The antifa issue

Antifa is a gift to the alt-right and its fellow travelers, from Donald Trump on down the line. The antifascist cadres could hardly do more to advance the agenda of their adversaries if they were funded by the Koch bros. and directed by Steve Bannon. Their rhetoric and actions are a treasure trove of propaganda boilerplate ready off the shelf to be gleefully spattered about the twit-o-sphere by all manner of deplorable characters eager to portray themselves as victims and thereby distract the public gaze from their own unsavory deeds.


This is one reason to be clear about where we stand on the antifa issue. There are also matters of principle. It gets messy because circumstances are complicated. Practical considerations and moral imperatives refuse to dovetail neatly. People of good will disagree. Compromise is a painfully incremental way to proceed. Sometimes we just have to take a stand.


It should not be difficult to reject the fetishization of violence, vigilante justice, vandalism, mob bullying, and intimidation. It should not be difficult to look askance at a faction that anoints itself to decide who will be allowed public speech. It should not be difficult to question an ideology openly disdainful of liberal democracy, conventional norms, and "the liberal aversion to political violence."


Yet calling antifa out clearly and unequivocally poses a challenge not only for comrades on the far left but also for some commentators who come at it from the NPRish current of the media stream. Critique of the group gets buried in what an author may view as a good-faith effort to provide balance and context. Readers are treated to charges and countercharges about who provoked whom. Fascists initiate the violence if only by making an appearance in the first place because "(f)ailing to stop fascists from speaking...makes you as bad as them" (Rose City Antifa FAQ). The police attack peaceful demonstrators and favor the fascists. Any threat to public order posed by antifa is overblown by right-wing polemicists. Spokespersons from all sides are cited wrangling about false equivalency and who really represents a threat to the public. While these issues warrant examination, too often the analysis comes off too much like an apologia for antifa, which after all "has not committed a single murder, as least that we're aware of" (Beauchamp).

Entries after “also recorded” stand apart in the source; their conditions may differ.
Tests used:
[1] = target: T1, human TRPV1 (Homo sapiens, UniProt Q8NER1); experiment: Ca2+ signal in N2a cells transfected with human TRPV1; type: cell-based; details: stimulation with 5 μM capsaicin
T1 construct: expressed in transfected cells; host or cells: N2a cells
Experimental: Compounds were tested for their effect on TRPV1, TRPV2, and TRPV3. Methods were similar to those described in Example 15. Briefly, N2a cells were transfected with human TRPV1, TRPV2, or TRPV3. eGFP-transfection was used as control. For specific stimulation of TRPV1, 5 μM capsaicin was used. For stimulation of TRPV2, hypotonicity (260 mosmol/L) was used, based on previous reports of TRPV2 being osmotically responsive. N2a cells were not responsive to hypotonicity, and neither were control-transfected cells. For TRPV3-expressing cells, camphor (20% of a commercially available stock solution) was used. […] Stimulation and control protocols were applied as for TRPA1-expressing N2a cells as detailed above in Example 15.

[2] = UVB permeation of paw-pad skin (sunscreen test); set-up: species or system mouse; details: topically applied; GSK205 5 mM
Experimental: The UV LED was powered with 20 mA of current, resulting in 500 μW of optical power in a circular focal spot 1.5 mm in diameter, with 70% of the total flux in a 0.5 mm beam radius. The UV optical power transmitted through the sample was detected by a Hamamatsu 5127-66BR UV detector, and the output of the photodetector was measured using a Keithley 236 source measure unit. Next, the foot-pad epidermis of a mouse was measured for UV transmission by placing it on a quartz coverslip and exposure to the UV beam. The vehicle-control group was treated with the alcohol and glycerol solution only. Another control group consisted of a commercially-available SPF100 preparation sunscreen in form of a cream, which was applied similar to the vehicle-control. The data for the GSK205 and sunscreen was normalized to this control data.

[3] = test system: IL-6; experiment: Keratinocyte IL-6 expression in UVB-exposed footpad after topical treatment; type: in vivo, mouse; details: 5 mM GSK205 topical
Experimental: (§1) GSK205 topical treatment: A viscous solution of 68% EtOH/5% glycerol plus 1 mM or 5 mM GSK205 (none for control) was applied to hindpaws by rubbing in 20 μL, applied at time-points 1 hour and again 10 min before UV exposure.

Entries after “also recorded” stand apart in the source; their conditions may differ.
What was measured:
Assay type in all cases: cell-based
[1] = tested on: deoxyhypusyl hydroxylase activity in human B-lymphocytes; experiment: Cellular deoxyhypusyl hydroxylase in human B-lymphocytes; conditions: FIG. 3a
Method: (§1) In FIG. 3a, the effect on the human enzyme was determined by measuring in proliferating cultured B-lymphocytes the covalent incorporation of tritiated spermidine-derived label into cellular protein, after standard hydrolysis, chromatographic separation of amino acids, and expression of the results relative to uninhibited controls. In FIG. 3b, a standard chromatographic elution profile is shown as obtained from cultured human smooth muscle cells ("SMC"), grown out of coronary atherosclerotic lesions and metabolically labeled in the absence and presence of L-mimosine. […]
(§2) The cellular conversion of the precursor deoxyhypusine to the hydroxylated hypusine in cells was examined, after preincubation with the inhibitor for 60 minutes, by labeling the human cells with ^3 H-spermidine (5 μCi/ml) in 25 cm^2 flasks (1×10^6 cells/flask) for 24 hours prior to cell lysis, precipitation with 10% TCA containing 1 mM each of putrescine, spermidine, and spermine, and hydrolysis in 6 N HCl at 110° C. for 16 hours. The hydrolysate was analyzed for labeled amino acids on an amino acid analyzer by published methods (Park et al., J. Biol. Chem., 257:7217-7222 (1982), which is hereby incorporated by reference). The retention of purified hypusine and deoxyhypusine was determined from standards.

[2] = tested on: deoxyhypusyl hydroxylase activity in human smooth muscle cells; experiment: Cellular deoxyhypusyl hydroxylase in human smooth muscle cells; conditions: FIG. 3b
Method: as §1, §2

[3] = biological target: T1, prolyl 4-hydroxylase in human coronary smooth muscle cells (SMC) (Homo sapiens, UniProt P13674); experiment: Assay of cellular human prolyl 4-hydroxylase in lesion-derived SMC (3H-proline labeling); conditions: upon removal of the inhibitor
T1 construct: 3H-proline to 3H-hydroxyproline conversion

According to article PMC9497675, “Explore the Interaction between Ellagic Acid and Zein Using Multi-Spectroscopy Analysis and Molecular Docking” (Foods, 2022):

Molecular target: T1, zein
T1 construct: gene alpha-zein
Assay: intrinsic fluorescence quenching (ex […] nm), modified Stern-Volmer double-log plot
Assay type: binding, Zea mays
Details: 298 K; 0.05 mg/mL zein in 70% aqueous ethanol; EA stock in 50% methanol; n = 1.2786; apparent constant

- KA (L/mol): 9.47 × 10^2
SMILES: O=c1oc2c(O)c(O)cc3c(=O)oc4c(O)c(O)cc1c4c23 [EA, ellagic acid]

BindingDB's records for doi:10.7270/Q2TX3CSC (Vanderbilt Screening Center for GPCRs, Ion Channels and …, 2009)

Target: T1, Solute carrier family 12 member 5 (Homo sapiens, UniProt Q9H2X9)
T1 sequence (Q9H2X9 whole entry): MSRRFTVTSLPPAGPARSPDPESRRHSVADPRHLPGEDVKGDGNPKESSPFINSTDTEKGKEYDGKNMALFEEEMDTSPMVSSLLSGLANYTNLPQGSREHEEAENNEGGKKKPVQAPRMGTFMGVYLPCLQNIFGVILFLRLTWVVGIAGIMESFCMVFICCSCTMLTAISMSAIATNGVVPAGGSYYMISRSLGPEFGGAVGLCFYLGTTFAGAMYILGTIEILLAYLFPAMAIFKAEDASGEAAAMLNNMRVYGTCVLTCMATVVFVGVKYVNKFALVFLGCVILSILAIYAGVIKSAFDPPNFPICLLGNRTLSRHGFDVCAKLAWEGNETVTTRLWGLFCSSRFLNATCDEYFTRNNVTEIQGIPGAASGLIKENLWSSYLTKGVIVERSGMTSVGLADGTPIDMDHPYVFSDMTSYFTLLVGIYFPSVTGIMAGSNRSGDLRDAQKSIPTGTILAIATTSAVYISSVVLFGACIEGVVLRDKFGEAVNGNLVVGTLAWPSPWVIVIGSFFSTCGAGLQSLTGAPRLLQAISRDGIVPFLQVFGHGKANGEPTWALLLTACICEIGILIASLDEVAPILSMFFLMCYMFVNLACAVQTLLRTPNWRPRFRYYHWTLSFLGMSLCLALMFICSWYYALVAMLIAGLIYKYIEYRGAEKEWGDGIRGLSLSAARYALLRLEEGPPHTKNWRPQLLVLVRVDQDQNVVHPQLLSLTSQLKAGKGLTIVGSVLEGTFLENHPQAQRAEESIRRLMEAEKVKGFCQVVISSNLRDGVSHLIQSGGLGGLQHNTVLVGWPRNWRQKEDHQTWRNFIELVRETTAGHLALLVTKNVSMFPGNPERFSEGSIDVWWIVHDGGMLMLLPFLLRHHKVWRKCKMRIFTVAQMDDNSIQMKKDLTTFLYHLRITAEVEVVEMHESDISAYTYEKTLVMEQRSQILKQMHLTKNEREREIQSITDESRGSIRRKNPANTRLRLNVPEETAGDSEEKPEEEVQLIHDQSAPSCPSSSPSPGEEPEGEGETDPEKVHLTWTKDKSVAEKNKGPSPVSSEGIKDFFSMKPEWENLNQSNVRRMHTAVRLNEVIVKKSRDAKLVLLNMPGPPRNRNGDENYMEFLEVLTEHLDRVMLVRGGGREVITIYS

On June 29 Portland's antifa chapter and their Patriot Prayer/Proud Boys doppelgängers staged the first brawl of the season. The highlights video featured a mob assault on Andy Ngo, a conservative, intellectual dark webster, journalist, and editor at Quillette. The video shows an ugly scene. My first thought was of adolescent bullies singling out their hapless victim for torment. Think of obnoxious jocks going after the gay kid in the locker room while the coach is sequestered in his office watching game film.


I had never heard of Andy Ngo prior to reports about the incident. It turns out that he has a history of confrontation with antifa. Vox senior correspondent Zack Beauchamp describes Ngo as "the closest thing the intellectual dark web has to a gonzo journalist, someone who goes into allegedly hostile places and documents them for his more than 200,000 Twitter followers to illustrate that the IDW is right about the threat from multiculturalism and the left." If Beauchamp is going to invoke the gonzo tag, he might do well to remind his readers that Hunter S. Thompson got stomped by members of the Hell's Angels Motorcycle Club in the end. This is what gangs do to people who run afoul of them. It is a risk run by people who practice this brand of journalism, more so when one is as much provocateur as journalist, as seems to be the case with Ngo. This too is part of the context. That does not make it okay.


Beauchamp states categorically that beating people up is reprehensible and whoever punched Ngo, "antifa or otherwise," committed a crime, adding a few paragraphs down, "We don’t yet have proof that the people who assaulted Ngo were antifa members (though it seems likely given their history)." This half-hearted admission that antifa may bear responsibility for unacceptable conduct is typical of these good-faith efforts to be fair and impartial. For its part, Rose City Antifa celebrates the assault in its Statement about June 29, 2019: